The Imitation Game took home four Oscars at this year’s ceremony (Best Actor, Benedict Cumberbatch; Best Supporting Actress, Keira Knightley; Best Picture; and Best Adapted Screenplay; Graham Moore). The biopic about isolated mathematics genius Alan Turing (played remarkably by Cumberbatch) is a revelation about bias and also the skills of its lead actor, who hitherto has been best known as Sherlock Holmes on the BBC series Sherlock and a villain in Star Trek: Into Darkness.
Director Morten Tyldum (Head Hunters), weaves together the story of Turing’s life in an ingenious and seamless manner, beginning in 1951 as Turing is being investigated under Britain’s under Britain’s notorious indecency laws (read: anti-homosexuality law). Told from the perspective of Turing revealing his wartime secrets to a relentless investigator (Rory Kinnear) who believes Turing to be a spy, the story unfolds, often flitting back and forth between Turing’s tortured boarding school past in the ’20s, his time at Bletchley Park during World War II, and the “present”, or 1951.
We learn that, ever since he was a boy, Alan Turing was an isolated and bullied young man who developed a love for mathematics and problem solving through a friendship with a schoolmate that turned into deeper feelings of love. Flash forward to World War II, and the “irascible maths genius” and loner Turing becomes part of and eventually the leader of a clandestine group of maths professors working at Bletchley Park to try to crack the encryption on the Nazi’s confounded Engima device for passing wartime orders. Again a loner who irritates the military Commander Denniston (Charles Dance) and his peers, but does manage to befriend the lone female, Joan Clarke (Keira Knightley), that he hires on to the group, Turing strikes on the idea to build a machine to crack the Nazi’s Enigma machine code. Calling it “Christopher”, it is the birth of modern computing, but even this machine has problems, because it is not quite fast enough, it is highly expensive, and the group need to figure out exactly what data to feed it in order for it to find the proper decryption sequence for each day in time.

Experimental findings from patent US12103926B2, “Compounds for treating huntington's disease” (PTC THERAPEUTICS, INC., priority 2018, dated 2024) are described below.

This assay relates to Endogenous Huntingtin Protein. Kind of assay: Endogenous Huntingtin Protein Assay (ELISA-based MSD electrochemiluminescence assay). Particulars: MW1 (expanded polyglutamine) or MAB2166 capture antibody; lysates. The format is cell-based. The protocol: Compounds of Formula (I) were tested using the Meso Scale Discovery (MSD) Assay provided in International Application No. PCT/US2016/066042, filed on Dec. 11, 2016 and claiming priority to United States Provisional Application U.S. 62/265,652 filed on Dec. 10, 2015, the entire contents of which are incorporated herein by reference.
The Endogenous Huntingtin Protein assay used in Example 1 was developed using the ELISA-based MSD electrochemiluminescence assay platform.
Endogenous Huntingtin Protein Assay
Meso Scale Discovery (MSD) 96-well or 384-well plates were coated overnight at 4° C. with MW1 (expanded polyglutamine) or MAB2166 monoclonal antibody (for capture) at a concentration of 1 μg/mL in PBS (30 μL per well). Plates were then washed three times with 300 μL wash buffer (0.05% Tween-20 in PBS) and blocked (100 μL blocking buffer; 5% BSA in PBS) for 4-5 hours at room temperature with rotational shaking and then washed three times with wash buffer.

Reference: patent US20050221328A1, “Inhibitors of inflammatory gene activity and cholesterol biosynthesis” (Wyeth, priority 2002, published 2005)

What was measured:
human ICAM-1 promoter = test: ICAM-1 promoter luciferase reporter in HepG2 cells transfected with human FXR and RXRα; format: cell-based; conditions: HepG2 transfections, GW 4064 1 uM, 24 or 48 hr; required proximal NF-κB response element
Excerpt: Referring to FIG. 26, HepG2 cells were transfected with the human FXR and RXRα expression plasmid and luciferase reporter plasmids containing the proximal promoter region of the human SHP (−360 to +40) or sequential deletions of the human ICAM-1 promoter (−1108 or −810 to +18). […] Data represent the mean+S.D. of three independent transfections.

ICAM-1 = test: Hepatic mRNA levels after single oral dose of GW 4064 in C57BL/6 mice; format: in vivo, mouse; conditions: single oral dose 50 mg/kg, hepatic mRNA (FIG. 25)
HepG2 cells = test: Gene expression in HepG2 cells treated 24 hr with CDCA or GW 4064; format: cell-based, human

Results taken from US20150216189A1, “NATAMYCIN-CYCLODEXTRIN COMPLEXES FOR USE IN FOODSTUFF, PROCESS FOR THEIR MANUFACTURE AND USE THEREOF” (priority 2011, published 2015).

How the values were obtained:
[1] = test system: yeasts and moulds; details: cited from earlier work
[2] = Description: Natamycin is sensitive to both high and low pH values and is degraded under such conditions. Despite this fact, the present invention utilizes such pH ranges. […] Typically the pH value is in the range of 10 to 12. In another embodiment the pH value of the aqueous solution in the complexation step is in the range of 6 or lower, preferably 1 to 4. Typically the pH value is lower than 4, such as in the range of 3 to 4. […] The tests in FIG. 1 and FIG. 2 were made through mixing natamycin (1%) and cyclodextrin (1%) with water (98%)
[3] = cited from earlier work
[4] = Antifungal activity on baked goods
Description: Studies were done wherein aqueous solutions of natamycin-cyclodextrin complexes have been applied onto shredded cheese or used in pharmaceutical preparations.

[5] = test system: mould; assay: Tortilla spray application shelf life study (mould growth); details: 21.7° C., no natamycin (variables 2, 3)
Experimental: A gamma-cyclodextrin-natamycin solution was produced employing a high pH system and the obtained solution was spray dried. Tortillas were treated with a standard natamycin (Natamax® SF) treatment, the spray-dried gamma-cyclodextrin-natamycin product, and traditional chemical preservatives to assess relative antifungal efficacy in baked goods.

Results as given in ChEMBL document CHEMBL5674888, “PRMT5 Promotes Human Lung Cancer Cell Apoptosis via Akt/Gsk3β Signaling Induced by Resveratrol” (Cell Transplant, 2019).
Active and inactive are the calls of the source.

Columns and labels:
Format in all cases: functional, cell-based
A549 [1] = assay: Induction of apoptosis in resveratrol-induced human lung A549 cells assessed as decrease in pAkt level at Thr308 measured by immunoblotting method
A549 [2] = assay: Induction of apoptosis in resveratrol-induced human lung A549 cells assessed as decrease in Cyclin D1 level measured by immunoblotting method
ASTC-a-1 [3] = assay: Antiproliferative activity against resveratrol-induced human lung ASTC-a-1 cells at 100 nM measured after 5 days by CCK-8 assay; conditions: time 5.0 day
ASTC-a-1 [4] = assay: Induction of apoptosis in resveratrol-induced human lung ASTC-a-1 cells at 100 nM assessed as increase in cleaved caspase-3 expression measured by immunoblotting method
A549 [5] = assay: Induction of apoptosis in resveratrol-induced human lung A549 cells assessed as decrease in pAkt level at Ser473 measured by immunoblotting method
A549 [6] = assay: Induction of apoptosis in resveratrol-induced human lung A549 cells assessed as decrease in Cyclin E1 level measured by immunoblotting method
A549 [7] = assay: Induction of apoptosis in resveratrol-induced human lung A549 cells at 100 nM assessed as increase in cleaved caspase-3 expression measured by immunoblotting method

A Cambridge professor and, at the time still a “closet” homosexual, Turing would eventually be sentenced under the UK’s indecency law and be sentenced to hormonal therapy to “cure” him of his “perversion.” He eventually took his own life, either as a consequence of the therapy, the humiliation, or a combination of the two. In 2013, Queen Elizabeth II cleared Turing of all charges, issuing a formal pardon.
Cumberbatch’s performance in The Imitation Game was a revelation. He captured every neuroses, the suppressed rage and rivers of hidden sadness of someone, a man, who was ostracized both for being a genius and for being sexually different at a time when that was much less accepted. Tyldum’s direction allowed Cumberbatch to soar, but also balanced him well with his cast members. Knightley was a good choice as a constant counterweight, but the entire cast are strong enough to hold their own against what is a powerful performance.
(Editor’s Note: For a different take, read our theatrical review of The Imitation Game by Tim Baros)
The Imitation Game was shot on 35mm, Super 35 format Kodak Vision3 250D 5207 and Vision3 500T 5219 film stock. It manages to avoid the grittiness often associated with many Super 35 production and comes across looking almost like an HD production. It is clean with a finely layered grain structure consistent straight through this AVC/MPEG-4 1080p encodement to Blu-ray from Anchor Bay. Color timings vary from desaturated to very warm and sometimes cold depending on the setting and time period being depicted, as does the overall sharpness of details, but these are artistic choices and nothing to do this the transfer or compression. No serious artifacts can be spotted in what is a very satisfying presentation.
The audio mix for The Imitation Game, available on Blu-ray in DTS-HD Master Audio 5.1 (48kHz/24-bit) is mild, but effective. Given that this is a dialogue-driven film with flourish of a string-based musical score and a few early scenes of wartime bombings of Britain, the mix is more than adequate. Those bombings are the only time the LFE really comes into play with a bit of boom, but nothing earth shattering. Dialogue is clear and natural in sound. The surrounds are filled with low level atmospherics, the swell of the musical score is nicely balanced into the mix and also sounds clean and natural.
- Digital HD UltraViolet
- Feature Commentary with Director Morten Tyldum and Screenwriter Graham Moore
- The Making of The Imitation Game (1.78:1; 1080p/24; 00:22:44)
- Deleted Scenes (2.35:1; 1080p/24; 00:03:50):
- Nock is Being Followed
- Nock Discovers Alan
- Q&A Highlights (1.78:1; 1080p/24; 00:29:11)
The Definitive Word
A moving film with incredible performances and strong direction, The Imitation Game is a poignant telling of the tragic story of a man that changed the world of modern computing as we know it.